The other way is to have a real-time process for parsing incoming patient data. For example, the information can be routed to a coordinator who goes through the information before it is put in the documents. Or you can have the system alert you before the patient visits so it can be previewed by the physician and patient before it becomes a permanent part of their record. So wait, where did your time savings just go? If all the information has to be verifi ed by the physician, the patient, or an additional offi ce employee, it doesn’t sound like much time is being saved at all. In the end, the physician will be required to check to see if patients have been visiting their EHRs and adding information. Th e physician has to spend extra time to check it out. But that’s not all.

“There are a couple of issues with any EHR patient portal,” says Waegemann. Controlling exactly which data can be entered and altered by the patient is critical. “What most people provide is information about their medications, allergies, history, etc. Conversely, the physician will be responsible for managing other aspects. But we have to make sure we are not violating the integrity of the offi cial information coming from the accredited provider. The patient has no right to alter some parts of the records. But as a patient, you may want to be able to correct some things—perhaps something the nurse said, or something the patient believes the doctor got wrong. It irks patients when a professional makes a judgment on what they can or can’t read on their own records. Th is sometimes creates major problems. In no way would the medical community take it seriously if a patient tried to put something together on their own. If not managed correctly, patient portals can be just that.” This undermines, to some degree, the work being done by Microsoft and Google.

Things just got interesting

In October 2007, Google’s Chief of Search, Marissa Mayer, got up and told Web 2.0 conference attendees that they should expect the launch of Google’s Health Initiative in early 2008. At the time, Google had created a prototype online platform for its health off ering that incorporated EHRs; search functions related to healthcare, diet and exercise regimens; a personal “fi nd a doctor” application; and other features. “Th e goal for a lot of doctors is how many patients can they see in a day,” Mayer said. “Th at means their minutes per patient has got to go down, and the less time they have to spend fi nding and going over patient records the better. Ultimately we will design a product that’s useful for users and also helps doctors do their job more quickly and more effi ciently.” Also in October 2007, Microsoft unveiled HealthVault, a portal through which a person can view their complete health records. Users, myriad healthcare providers, and insurance companies will be able to view information as well as share that information with healthcare providers of their choosing.

“Microsoft and Google are working on [their EHRs] and trying to get it right,” says Waegemann. “There’s a big difference between that and a patient portal, which is an interim step to an EHR. A true EHR grants a patient access to all their health records so they can see insurance charges, see medications, see if things are incorrect, see allergies. Then patients should have a space to add what is correct. There is a big danger if patients interfere with or alter the information.”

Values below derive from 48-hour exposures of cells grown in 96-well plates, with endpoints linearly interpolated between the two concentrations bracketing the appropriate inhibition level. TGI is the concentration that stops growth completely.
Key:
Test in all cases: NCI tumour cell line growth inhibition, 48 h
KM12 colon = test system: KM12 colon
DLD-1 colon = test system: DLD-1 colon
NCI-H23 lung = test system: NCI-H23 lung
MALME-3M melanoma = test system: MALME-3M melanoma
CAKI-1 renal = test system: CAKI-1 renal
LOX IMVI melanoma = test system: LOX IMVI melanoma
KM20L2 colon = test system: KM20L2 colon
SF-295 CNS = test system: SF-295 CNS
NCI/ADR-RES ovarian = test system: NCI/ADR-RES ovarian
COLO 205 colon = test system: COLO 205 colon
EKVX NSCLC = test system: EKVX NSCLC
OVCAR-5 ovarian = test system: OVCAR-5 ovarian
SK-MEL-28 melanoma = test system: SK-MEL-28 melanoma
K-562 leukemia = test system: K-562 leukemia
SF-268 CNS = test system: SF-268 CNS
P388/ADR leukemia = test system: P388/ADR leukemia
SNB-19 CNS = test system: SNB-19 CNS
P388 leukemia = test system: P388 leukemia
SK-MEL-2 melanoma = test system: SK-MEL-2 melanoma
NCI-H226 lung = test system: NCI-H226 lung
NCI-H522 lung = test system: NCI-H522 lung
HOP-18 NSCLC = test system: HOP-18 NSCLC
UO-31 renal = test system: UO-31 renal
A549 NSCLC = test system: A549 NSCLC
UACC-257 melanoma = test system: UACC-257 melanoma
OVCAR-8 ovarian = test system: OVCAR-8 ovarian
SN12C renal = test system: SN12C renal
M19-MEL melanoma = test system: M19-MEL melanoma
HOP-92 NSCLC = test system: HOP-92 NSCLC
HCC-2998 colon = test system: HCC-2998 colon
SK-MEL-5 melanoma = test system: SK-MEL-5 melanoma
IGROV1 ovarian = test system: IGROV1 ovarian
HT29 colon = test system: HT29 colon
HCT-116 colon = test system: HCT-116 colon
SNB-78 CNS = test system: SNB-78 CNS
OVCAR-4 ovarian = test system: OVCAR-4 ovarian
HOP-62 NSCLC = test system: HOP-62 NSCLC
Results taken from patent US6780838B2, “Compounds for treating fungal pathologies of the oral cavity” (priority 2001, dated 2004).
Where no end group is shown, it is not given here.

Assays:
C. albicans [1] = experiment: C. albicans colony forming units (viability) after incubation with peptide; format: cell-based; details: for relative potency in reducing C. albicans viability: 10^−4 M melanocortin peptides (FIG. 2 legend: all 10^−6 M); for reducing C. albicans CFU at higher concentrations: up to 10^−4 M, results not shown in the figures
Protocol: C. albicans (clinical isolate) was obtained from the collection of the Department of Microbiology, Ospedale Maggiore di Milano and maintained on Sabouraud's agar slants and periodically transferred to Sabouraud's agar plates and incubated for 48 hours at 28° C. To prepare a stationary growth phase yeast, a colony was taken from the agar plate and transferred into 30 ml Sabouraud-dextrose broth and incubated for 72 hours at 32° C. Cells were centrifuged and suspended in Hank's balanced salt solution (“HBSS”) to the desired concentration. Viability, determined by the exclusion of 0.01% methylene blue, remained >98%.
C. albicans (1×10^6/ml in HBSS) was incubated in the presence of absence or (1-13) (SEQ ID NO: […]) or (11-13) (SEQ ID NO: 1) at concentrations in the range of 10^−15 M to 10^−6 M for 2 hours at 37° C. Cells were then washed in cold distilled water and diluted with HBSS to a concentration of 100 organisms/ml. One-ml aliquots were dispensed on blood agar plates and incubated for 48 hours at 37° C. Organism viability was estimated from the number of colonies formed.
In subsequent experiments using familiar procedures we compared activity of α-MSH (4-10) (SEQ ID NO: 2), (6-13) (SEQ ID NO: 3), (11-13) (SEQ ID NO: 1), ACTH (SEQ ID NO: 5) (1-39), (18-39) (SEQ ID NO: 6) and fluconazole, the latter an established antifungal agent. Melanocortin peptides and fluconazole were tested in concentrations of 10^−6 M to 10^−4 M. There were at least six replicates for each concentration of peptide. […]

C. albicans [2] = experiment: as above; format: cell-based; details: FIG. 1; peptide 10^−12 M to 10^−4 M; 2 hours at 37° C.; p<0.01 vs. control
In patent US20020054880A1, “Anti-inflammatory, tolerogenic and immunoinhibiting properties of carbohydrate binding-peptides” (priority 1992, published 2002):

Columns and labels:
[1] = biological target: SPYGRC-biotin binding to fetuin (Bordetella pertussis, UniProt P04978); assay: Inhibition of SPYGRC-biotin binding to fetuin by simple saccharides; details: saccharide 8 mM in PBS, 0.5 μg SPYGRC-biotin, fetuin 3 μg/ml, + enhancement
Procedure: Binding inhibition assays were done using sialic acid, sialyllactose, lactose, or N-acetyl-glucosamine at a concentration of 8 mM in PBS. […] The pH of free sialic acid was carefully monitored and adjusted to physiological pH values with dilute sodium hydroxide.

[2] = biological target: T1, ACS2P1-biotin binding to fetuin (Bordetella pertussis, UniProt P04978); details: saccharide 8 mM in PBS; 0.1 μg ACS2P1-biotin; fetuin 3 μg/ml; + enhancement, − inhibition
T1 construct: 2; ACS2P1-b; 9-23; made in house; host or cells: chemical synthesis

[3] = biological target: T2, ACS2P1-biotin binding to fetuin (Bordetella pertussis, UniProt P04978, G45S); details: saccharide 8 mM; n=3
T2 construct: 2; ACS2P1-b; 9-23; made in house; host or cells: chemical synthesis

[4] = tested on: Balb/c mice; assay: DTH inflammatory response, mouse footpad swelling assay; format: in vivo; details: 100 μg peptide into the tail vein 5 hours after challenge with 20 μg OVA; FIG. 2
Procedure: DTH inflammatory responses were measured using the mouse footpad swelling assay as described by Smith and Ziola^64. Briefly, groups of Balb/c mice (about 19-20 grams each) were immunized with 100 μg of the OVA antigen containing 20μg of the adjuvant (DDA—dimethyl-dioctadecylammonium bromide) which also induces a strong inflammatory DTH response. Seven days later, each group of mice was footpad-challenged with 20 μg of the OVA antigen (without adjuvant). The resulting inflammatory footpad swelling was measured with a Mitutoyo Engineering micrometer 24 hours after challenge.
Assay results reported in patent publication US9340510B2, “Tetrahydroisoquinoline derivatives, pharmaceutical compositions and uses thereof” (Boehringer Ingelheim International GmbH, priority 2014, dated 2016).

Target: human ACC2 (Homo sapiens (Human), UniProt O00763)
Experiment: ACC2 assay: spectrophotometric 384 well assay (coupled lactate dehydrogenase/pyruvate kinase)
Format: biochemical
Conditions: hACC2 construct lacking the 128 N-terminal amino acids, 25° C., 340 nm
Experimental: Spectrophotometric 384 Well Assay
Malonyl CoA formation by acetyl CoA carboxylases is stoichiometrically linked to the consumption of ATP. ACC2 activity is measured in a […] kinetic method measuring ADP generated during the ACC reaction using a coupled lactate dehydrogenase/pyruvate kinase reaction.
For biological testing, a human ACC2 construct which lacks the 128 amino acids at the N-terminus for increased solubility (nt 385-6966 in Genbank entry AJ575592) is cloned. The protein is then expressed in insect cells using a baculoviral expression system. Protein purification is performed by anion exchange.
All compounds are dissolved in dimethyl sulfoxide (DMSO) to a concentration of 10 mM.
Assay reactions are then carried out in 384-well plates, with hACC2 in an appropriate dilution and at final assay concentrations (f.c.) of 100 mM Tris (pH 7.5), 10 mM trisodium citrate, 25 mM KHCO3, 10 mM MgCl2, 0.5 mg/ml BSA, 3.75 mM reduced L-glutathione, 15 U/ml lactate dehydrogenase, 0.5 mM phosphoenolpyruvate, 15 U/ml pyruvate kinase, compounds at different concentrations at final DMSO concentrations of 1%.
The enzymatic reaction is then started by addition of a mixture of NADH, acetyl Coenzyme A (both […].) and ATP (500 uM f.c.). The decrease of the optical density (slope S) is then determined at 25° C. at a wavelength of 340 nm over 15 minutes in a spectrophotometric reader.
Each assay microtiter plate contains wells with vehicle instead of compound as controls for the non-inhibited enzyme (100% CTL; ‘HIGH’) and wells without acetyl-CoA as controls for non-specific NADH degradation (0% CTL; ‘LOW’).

For your consideration

Security is tough. There has to be control over every entry element. Patients need to be able to control who sees what. The dentist has access to one set of records, the OB/GYN another. Th is is not insurmountable, though. eClinicalWorks, for example, uses a Web-based platform that takes advantage of all the modern technologies such as those in the fi nance industry. That means encryption of the stored data, as well as the data during transmission. Most other vendors provide top-of-the-line security, as well. “Th e real risk right now to adopting patient portals is that third-party payers are going to pull the same crap that they’ve pulled with other services that the physicians add to their practices to try to make life better. The crap that I’m speaking of is not paying for the services,” declares Bertman.

Bertman is not bullish on the ROI of EHRs and patient portals in the short term. “The EHR companies will also try the same thing with telephone calls and e-mails. There’s no way to get anything done. You have to pay for physician phone calls. If physicians start using patient portals, and start doing all the extra work from the portal to the EHR to the regular record, it will become the de facto standard of care. Then there will be no reimbursement.” The problem, he explains, is that the current system pits everyone against everyone. “We spend so much time answering patient calls, but the billing policies from the insurers make it impossible to bill for them. In the end, patients feel that they shouldn’t have to pay. But the physicians have to staff it, worry about it, and fi eld emergencies. If we do the same thing with patient portals, we’ll never make any money,” he says. “I am struggling to make ends meet,” Bertman continues. “How am I going to come up with [capital expenditures] to get things done that are going to just cost money but don’t provide any sort of real value. With patient portals, I am ostensibly saving money so my secretary doesn’t have to get up to pull a chart. I love medicine, but the $20,000 to $50,000 investment just doesn’t make sense.” That’s not to say that Bertman thinks the technology is bad. “I think it is a bleeding edgetype thing. In general, this is a critical concept that we have to get right. Patient-to-physician portals are important, and clearly there will be great value-added benefi ts down the road. But price is the critical one right now. Privacy will never be forgotten, but is a hurdle that is much more easily jumped than how this thing is going to be paid for. Th e technology is certainly there to do it,” concludes Bertman.

Eric Zeman is a freelance healthcare journalist whose blog page, MoBlog, can be found at